Ancient monastery in middle of Caucasus border dispute
Monks settled on this arid land in the early 600s, less than 200 years after Georgia became one of the first countries to adopt Christianity. They carved their homes into the stone and over the centuries built churches and towers that loom overhead on the long road to the monastery.
A handful of black-robed Georgian Orthodox monks still live here much as their forebears did, maintaining long-held traditions of seclusion and reflection. The modern world intrudes only in the form of occasional tourists on day-trips from the Georgian capital Tbilisi, about 85 kilometres (55 miles) away...
From one side of the ridge, eastern Georgia spreads out below at the foot of the snow-capped Caucasus Mountains. On the other, a steep drop leads down to the western steppes of Muslim Azerbaijan.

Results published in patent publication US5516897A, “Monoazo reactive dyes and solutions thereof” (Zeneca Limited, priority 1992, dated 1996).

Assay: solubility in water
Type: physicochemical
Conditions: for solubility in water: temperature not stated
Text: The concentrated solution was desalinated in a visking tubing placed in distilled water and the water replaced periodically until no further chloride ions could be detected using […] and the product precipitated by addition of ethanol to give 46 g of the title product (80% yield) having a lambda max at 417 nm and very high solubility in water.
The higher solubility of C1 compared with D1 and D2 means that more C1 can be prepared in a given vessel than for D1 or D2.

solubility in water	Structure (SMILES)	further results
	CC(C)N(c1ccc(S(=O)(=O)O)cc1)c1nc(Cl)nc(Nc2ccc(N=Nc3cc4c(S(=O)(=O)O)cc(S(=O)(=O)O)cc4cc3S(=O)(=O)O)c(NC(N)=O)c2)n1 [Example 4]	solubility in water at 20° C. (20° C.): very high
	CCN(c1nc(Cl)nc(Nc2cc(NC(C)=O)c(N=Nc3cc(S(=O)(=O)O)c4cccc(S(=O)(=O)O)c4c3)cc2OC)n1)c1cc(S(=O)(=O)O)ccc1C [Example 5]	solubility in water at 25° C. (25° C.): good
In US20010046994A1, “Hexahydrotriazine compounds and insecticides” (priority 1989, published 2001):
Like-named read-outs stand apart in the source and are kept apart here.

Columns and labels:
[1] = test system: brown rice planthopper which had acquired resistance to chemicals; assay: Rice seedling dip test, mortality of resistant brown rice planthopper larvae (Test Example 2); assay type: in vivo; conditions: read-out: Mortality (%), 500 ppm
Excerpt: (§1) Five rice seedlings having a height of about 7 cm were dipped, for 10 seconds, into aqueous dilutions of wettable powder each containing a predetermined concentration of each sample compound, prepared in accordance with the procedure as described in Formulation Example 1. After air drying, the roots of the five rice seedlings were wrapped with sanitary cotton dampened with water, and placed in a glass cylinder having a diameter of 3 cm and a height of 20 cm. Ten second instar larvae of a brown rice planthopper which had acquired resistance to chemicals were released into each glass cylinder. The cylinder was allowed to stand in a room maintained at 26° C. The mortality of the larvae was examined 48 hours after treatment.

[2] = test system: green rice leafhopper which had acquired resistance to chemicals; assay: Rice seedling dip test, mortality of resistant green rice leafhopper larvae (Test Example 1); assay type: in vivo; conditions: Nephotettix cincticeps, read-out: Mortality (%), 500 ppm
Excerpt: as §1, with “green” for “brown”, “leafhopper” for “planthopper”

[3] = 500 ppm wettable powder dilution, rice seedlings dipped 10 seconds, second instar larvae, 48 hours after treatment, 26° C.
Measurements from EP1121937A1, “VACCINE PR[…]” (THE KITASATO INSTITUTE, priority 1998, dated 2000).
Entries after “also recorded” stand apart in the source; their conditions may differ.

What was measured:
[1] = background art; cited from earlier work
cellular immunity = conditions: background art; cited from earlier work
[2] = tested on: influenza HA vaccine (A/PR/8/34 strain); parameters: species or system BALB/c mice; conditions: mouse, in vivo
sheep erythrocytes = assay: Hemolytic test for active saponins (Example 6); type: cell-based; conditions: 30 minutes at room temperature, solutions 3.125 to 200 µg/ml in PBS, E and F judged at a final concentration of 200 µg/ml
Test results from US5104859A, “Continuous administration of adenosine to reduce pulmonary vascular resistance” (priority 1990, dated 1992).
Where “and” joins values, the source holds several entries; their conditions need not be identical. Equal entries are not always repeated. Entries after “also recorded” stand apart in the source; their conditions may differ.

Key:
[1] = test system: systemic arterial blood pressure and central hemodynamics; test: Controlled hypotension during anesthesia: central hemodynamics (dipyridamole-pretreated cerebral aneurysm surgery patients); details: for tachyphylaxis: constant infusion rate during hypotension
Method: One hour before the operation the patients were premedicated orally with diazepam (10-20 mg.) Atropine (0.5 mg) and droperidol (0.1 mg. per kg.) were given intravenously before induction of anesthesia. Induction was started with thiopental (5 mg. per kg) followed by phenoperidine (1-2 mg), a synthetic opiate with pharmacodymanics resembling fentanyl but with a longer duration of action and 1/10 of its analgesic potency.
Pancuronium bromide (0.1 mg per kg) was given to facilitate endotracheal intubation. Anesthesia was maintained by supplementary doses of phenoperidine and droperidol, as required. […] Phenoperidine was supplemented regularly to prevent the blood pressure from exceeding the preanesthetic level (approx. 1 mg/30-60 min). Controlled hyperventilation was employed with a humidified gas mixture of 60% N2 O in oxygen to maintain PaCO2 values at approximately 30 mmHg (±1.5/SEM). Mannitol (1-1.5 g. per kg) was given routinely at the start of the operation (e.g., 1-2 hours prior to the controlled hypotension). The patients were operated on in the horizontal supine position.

But neither country can agree on exactly where the border lies and tempers have flared in recent weeks with both sides claiming the land Davit Gareji sits on as their own.
comments powered by Disqus
- 2 conservative groups are leading the fight against the new AP standards
- The secret of successful history departments
- AHA president suggests older historians should consider making way for younger historians
- Niall Ferguson Joins Schwarzman Scholars as Distinguished Visiting Professor in China
- Francis Fukuyama is still bullish on where history is headed, but Americans should worry: republics can decay.